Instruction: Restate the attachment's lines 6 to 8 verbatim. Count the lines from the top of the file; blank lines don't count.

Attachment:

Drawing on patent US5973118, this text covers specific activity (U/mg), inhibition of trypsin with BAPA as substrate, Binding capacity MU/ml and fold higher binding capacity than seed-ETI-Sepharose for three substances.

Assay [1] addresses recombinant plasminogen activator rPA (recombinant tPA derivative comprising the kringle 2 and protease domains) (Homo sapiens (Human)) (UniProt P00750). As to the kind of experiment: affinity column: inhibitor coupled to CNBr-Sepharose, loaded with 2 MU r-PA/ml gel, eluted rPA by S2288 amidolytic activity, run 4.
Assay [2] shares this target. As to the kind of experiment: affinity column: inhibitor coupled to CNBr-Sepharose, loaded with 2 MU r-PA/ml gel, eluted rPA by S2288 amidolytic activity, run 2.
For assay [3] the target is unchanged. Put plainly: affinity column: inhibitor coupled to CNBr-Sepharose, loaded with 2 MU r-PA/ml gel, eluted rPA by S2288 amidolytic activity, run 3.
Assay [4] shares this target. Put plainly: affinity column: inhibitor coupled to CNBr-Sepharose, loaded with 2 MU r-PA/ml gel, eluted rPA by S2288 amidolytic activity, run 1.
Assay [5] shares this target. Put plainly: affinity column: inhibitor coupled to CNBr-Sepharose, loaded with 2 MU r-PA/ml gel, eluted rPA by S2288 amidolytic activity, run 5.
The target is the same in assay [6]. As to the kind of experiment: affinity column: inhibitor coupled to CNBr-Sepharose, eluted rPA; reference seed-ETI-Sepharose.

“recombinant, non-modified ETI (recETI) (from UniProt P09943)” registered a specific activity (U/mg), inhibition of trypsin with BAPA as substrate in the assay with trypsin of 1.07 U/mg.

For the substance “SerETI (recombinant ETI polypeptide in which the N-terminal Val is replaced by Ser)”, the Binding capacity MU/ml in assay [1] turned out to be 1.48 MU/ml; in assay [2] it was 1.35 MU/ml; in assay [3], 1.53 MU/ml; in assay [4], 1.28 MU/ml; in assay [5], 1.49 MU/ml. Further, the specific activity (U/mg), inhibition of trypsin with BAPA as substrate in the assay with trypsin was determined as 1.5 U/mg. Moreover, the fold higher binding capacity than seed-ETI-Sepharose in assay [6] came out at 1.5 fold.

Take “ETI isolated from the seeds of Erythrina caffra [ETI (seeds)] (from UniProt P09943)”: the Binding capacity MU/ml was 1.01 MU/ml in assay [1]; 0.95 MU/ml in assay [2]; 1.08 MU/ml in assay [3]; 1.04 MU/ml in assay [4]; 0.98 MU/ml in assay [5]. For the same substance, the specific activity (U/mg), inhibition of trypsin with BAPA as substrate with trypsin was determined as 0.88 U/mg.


Assay [5] shares this target. Put plainly: affinity column: inhibitor coupled to CNBr-Sepharose, loaded with 2 MU r-PA/ml gel, eluted rPA by S2288 amidolytic activity, run 5.
The target is the same in assay [6]. As to the kind of experiment: affinity column: inhibitor coupled to CNBr-Sepharose, eluted rPA; reference seed-ETI-Sepharose.

“recombinant, non-modified ETI (recETI) (from UniProt P09943)” registered a specific activity (U/mg), inhibition of trypsin with BAPA as substrate in the assay with trypsin of 1.07 U/mg.